Constructing Rape: Feminism, Change, and Women's Everyday Understandings of Sexual Assault
Anthropology and Sociology
The cultural and legal meaning of rape has changed dramatically over the past 30 years as the feminist movement has challenged traditional constructions of sexual violence and offered an alternative construction of the meaning of rape. The transformation of rape into a social problem has brought increased attention to the subject in both popular and academic realms. Despite the growing body of research and theory on sexual violence, little inquiry exists into women's everyday constructions of rape and the degree to which such constructions have been influenced by the feminist movement This article uses a constructionist framework to examine the everyday understandings of rape held by a diverse sample of women. Data gathered through an open-ended survey instrument were analyzed to reveal both interesting similarities and significant differences in the ways women of different ages, races, and personal histories define and interpret the phenomenon of rape. By examining these data, the extent to which the feminist reconstruction of rape has influenced women's everyday assumptions is examined, and the role of differences among women in perceptions of rape is explored. The findings presented in this article have implications for theories of social problems, for feminist discourse, and for the application of research on rape in applied settings.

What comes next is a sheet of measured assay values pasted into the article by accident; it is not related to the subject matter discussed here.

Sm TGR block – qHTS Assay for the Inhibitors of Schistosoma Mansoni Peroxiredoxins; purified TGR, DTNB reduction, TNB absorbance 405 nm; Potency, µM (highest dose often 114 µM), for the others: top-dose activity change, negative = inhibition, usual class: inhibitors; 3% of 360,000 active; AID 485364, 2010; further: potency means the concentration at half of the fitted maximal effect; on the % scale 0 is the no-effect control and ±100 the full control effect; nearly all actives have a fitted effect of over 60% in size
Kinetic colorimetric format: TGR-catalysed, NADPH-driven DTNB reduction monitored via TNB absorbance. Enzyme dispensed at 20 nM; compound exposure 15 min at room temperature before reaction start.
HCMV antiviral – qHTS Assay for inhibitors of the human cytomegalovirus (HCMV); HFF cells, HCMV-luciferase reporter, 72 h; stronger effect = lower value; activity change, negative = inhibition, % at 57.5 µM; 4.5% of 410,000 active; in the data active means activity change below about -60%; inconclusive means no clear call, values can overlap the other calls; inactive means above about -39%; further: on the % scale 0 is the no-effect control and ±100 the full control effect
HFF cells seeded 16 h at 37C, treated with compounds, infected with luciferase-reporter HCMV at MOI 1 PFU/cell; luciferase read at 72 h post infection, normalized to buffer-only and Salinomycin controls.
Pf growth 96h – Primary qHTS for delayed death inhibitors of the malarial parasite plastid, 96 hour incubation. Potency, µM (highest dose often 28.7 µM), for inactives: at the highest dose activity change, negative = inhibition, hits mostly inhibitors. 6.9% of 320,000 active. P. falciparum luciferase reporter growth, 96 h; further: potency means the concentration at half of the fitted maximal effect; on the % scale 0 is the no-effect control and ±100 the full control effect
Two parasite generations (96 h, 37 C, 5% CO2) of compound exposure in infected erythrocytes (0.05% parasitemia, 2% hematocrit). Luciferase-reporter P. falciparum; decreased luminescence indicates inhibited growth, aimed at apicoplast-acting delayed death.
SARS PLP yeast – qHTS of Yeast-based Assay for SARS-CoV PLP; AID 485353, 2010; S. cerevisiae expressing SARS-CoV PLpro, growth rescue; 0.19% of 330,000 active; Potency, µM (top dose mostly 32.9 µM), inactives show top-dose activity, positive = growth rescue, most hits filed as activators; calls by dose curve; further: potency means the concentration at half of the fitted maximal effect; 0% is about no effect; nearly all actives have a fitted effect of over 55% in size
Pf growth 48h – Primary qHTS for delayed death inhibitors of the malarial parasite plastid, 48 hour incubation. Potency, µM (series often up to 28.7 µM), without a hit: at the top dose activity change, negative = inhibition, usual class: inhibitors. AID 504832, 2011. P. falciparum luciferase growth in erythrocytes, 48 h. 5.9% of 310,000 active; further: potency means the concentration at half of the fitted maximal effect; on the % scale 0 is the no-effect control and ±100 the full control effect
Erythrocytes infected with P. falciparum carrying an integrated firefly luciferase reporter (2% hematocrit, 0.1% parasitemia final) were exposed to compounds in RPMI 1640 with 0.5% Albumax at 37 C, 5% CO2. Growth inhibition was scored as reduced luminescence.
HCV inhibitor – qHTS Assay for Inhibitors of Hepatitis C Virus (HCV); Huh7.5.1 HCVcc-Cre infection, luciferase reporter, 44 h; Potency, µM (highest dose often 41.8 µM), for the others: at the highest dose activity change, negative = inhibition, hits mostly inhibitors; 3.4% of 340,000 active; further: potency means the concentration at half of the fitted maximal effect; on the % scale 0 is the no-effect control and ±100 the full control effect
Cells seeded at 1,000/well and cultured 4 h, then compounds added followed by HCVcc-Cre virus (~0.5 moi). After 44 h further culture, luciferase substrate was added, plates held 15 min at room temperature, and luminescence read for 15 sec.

Chasteen Miller, A.
(2001). Constructing Rape: Feminism, Change, and Women's Everyday Understandings of Sexual Assault. Sociological Spectrum, 21(2), 101-139.
Available at: http://aquila.usm.edu/fac_pubs/8259